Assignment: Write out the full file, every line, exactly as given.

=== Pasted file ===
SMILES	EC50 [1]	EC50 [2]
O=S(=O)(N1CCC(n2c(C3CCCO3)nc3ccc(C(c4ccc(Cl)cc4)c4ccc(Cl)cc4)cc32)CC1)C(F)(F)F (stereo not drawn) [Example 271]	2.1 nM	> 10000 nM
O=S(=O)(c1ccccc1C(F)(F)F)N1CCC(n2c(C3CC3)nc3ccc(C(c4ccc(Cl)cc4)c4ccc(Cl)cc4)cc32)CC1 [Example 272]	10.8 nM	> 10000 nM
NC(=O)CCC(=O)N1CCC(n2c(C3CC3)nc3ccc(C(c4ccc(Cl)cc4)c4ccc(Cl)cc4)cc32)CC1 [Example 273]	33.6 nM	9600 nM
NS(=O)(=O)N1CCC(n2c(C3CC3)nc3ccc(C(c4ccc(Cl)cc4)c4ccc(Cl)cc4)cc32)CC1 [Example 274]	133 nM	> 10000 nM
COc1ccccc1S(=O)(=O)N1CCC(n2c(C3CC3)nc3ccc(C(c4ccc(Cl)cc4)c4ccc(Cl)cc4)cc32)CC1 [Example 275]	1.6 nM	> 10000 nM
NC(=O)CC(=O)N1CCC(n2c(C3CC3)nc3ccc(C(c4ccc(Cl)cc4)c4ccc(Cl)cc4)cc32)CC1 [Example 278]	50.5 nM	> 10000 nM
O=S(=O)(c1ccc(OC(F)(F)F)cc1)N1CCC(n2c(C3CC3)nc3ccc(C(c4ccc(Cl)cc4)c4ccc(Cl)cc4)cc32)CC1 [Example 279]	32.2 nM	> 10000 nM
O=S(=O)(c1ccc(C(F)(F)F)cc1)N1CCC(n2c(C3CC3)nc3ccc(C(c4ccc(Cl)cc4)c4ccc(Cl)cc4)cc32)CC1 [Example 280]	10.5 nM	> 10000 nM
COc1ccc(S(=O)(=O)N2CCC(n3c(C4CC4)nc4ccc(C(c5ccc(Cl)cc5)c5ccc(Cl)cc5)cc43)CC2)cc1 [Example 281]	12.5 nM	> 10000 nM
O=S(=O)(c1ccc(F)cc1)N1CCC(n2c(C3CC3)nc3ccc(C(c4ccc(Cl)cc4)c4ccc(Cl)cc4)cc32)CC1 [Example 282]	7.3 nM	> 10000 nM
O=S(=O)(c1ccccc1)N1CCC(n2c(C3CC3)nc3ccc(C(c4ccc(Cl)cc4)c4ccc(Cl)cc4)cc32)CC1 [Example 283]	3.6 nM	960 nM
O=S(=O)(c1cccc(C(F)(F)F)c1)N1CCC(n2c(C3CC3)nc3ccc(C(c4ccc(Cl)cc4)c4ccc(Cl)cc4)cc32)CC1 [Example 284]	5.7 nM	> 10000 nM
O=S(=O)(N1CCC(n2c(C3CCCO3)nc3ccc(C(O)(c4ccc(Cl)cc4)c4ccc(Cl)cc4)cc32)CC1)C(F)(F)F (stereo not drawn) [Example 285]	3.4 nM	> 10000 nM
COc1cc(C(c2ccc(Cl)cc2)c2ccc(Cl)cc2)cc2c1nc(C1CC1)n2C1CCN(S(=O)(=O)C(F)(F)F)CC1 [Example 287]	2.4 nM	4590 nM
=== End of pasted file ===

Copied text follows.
SMILES	EC50 [1]	EC50 [2]
O=S(=O)(N1CCC(n2c(C3CCCO3)nc3ccc(C(c4ccc(Cl)cc4)c4ccc(Cl)cc4)cc32)CC1)C(F)(F)F (stereo not drawn) [Example 271]	2.1 nM	> 10000 nM
O=S(=O)(c1ccccc1C(F)(F)F)N1CCC(n2c(C3CC3)nc3ccc(C(c4ccc(Cl)cc4)c4ccc(Cl)cc4)cc32)CC1 [Example 272]	10.8 nM	> 10000 nM
NC(=O)CCC(=O)N1CCC(n2c(C3CC3)nc3ccc(C(c4ccc(Cl)cc4)c4ccc(Cl)cc4)cc32)CC1 [Example 273]	33.6 nM	9600 nM
NS(=O)(=O)N1CCC(n2c(C3CC3)nc3ccc(C(c4ccc(Cl)cc4)c4ccc(Cl)cc4)cc32)CC1 [Example 274]	133 nM	> 10000 nM
COc1ccccc1S(=O)(=O)N1CCC(n2c(C3CC3)nc3ccc(C(c4ccc(Cl)cc4)c4ccc(Cl)cc4)cc32)CC1 [Example 275]	1.6 nM	> 10000 nM
NC(=O)CC(=O)N1CCC(n2c(C3CC3)nc3ccc(C(c4ccc(Cl)cc4)c4ccc(Cl)cc4)cc32)CC1 [Example 278]	50.5 nM	> 10000 nM
O=S(=O)(c1ccc(OC(F)(F)F)cc1)N1CCC(n2c(C3CC3)nc3ccc(C(c4ccc(Cl)cc4)c4ccc(Cl)cc4)cc32)CC1 [Example 279]	32.2 nM	> 10000 nM
O=S(=O)(c1ccc(C(F)(F)F)cc1)N1CCC(n2c(C3CC3)nc3ccc(C(c4ccc(Cl)cc4)c4ccc(Cl)cc4)cc32)CC1 [Example 280]	10.5 nM	> 10000 nM
COc1ccc(S(=O)(=O)N2CCC(n3c(C4CC4)nc4ccc(C(c5ccc(Cl)cc5)c5ccc(Cl)cc5)cc43)CC2)cc1 [Example 281]	12.5 nM	> 10000 nM
O=S(=O)(c1ccc(F)cc1)N1CCC(n2c(C3CC3)nc3ccc(C(c4ccc(Cl)cc4)c4ccc(Cl)cc4)cc32)CC1 [Example 282]	7.3 nM	> 10000 nM
O=S(=O)(c1ccccc1)N1CCC(n2c(C3CC3)nc3ccc(C(c4ccc(Cl)cc4)c4ccc(Cl)cc4)cc32)CC1 [Example 283]	3.6 nM	960 nM
O=S(=O)(c1cccc(C(F)(F)F)c1)N1CCC(n2c(C3CC3)nc3ccc(C(c4ccc(Cl)cc4)c4ccc(Cl)cc4)cc32)CC1 [Example 284]	5.7 nM	> 10000 nM
O=S(=O)(N1CCC(n2c(C3CCCO3)nc3ccc(C(O)(c4ccc(Cl)cc4)c4ccc(Cl)cc4)cc32)CC1)C(F)(F)F (stereo not drawn) [Example 285]	3.4 nM	> 10000 nM
COc1cc(C(c2ccc(Cl)cc2)c2ccc(Cl)cc2)cc2c1nc(C1CC1)n2C1CCN(S(=O)(=O)C(F)(F)F)CC1 [Example 287]	2.4 nM	4590 nM